By Cheryl Ichikawa
Children, even young children, understand fairness. At two years old they are developing a sense of autonomy, independence and freedom. The words, “No!” and “Mine!” have become their best friends.
I watched a little boy walk around the classroom picking up items, content with just having them in his possession. He had a doll tucked under his arm, a baby bottle in one hand and a block (which he used as a phone) in another. He knelt down to pick up a bottle of bubbles, but in the process, his baby slipped from beneath his arm and fell to the ground. Another child was walking by, saw the baby on the ground, and picked it up. The little boy screamed and said, “No! No! No!... Mine!” as he lay on the ground in utter dismay. The child, startled by the outburst, handed the baby back to the little boy, who then quietly went about his business.
What this boy was doing was using his voice and asserting his rights, as he saw them. As is typical for young children who are in nurturing and supportive environments, he has learned that his voice and actions give him influence in the world. What happens to many people as they grow, however, is that they lose that sense of influence. Whether it’s because they live in poverty and have scarce resources, or they don’t have a safe place to live, or they've experienced abuse or neglect…any number of factors can chip away at them until they are thoroughly disenfranchised. They learn that society is not always just.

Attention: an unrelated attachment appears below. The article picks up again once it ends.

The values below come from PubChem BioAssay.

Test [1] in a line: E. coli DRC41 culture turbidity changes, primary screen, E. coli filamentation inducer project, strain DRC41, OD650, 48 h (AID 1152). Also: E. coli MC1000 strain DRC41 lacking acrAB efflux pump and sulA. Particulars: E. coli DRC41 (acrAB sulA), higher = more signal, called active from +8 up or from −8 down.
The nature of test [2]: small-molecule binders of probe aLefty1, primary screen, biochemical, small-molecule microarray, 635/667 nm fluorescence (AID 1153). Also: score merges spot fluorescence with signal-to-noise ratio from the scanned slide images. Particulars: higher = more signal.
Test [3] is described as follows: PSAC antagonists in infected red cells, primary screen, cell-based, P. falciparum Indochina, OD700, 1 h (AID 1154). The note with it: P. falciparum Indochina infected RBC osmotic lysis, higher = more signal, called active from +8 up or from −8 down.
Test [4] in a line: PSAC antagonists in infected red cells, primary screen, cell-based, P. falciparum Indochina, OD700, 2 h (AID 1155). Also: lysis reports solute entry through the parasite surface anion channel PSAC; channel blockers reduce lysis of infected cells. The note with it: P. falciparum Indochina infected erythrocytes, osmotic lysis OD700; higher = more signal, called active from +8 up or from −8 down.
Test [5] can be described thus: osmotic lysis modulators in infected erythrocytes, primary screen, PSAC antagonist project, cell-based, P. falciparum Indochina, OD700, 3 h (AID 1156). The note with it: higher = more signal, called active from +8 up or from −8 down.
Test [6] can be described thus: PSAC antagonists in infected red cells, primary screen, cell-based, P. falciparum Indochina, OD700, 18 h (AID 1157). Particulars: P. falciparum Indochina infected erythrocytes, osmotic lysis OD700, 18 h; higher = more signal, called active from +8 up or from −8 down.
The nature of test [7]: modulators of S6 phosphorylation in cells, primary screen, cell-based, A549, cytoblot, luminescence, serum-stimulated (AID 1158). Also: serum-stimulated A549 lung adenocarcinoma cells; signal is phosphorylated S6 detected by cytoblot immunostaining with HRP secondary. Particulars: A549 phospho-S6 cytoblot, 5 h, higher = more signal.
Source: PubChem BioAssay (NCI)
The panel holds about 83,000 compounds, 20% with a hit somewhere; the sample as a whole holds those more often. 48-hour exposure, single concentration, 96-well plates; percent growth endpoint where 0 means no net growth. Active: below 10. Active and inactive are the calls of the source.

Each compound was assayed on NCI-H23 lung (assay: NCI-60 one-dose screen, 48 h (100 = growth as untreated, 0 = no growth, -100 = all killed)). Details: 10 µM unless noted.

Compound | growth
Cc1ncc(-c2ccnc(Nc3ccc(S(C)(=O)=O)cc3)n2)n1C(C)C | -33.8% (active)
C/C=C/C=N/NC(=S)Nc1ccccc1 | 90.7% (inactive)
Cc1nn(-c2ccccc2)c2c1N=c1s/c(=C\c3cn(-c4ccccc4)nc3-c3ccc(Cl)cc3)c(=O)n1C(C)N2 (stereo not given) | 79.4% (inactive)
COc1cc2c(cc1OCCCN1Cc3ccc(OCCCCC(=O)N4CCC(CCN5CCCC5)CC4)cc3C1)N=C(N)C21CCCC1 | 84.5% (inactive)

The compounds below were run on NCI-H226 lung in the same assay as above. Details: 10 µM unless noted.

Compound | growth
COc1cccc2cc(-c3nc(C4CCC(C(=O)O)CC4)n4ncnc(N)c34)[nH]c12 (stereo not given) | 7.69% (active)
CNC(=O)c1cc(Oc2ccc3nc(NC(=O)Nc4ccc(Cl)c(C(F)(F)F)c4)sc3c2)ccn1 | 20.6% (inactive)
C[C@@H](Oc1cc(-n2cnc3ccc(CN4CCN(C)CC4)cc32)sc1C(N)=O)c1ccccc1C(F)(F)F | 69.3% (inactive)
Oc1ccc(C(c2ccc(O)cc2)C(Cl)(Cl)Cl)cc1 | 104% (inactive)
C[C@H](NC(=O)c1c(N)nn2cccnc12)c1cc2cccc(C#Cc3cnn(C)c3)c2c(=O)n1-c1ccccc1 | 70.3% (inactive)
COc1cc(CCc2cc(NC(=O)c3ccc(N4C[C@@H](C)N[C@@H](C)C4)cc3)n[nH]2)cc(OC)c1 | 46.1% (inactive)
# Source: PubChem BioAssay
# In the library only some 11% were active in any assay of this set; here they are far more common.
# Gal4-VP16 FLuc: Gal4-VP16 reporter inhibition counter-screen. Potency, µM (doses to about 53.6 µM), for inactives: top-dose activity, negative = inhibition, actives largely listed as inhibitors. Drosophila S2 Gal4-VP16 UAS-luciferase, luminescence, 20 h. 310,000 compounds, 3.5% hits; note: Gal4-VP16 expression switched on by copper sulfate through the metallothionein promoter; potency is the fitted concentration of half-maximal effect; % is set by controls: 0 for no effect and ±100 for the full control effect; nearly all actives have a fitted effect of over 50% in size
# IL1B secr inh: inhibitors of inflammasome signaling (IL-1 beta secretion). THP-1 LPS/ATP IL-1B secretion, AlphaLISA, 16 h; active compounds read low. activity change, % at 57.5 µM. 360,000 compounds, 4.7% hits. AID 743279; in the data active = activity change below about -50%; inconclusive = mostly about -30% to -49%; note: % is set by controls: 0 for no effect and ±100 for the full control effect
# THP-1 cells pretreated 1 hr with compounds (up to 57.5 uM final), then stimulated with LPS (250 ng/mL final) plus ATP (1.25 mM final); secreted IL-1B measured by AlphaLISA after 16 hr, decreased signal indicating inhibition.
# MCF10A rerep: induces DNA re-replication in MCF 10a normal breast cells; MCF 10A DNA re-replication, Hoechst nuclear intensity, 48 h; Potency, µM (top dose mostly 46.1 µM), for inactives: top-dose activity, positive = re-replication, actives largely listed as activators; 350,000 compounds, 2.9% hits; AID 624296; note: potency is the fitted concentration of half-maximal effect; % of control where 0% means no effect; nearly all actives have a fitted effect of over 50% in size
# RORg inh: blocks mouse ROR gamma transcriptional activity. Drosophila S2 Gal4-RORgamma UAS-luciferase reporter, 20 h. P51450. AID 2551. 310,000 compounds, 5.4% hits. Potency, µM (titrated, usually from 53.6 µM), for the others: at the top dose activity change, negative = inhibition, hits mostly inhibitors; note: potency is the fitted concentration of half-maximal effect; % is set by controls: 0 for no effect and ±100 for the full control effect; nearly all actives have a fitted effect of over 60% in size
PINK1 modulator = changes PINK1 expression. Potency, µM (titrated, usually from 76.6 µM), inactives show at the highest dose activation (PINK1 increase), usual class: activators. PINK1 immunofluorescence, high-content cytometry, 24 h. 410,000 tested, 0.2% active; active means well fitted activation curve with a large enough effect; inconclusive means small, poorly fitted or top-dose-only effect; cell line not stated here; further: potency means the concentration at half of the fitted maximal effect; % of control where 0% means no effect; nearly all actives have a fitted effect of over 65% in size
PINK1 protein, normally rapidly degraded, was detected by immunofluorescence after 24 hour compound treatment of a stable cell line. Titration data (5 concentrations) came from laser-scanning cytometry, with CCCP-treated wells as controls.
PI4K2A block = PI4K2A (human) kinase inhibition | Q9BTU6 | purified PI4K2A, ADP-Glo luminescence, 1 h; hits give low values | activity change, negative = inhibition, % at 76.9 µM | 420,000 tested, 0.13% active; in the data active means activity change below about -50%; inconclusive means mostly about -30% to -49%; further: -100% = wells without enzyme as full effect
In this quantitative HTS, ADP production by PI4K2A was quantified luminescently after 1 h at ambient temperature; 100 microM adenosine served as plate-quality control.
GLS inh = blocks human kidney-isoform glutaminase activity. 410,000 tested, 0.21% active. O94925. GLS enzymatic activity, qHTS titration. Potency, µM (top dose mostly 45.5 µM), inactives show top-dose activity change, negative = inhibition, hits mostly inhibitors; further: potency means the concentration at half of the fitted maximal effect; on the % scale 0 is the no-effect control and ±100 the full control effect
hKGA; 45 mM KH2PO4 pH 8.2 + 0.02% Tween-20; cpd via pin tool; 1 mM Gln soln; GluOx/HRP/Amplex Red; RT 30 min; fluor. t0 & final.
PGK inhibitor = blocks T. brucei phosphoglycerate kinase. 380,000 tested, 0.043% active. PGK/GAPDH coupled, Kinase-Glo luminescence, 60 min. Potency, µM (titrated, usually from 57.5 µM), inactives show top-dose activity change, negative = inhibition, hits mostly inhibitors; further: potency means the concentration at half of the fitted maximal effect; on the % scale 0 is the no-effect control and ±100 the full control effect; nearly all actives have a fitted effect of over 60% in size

Social justice comes from a very specific place. It is born in the hearts and minds of individuals who want to make a difference in society. It’s about understanding the human condition and finding ways to address the needs of those people and families you encounter along the way. It’s about providing a little peace, harmony and support to mothers, fathers and children that deal with so much each and every day. It’s about letting people know that you see them for who they are and what they are trying to do with their lives and for their families. This desire to make a difference is what brought me to Children Today. What keeps me here are the children that greet me each morning with hugs and smiles.
What I have learned about social justice is that what the compassionate side of our society is trying to accomplish is not simply giving things away, but providing a means by which people are allowed to find their own way. That is what we do at Children Today. Our parents allow us to care for their children so that they can find a way to be self-reliant, responsible, and productive members of their community. They want to be seen. They want to be understood. But most importantly, they want to be valued for who they are and what they are trying to accomplish in their life. For many, that is being able to take care of their family, and isn’t that what most of us are trying to accomplish?
Various members of the Children Today staff contribute to these blog posts.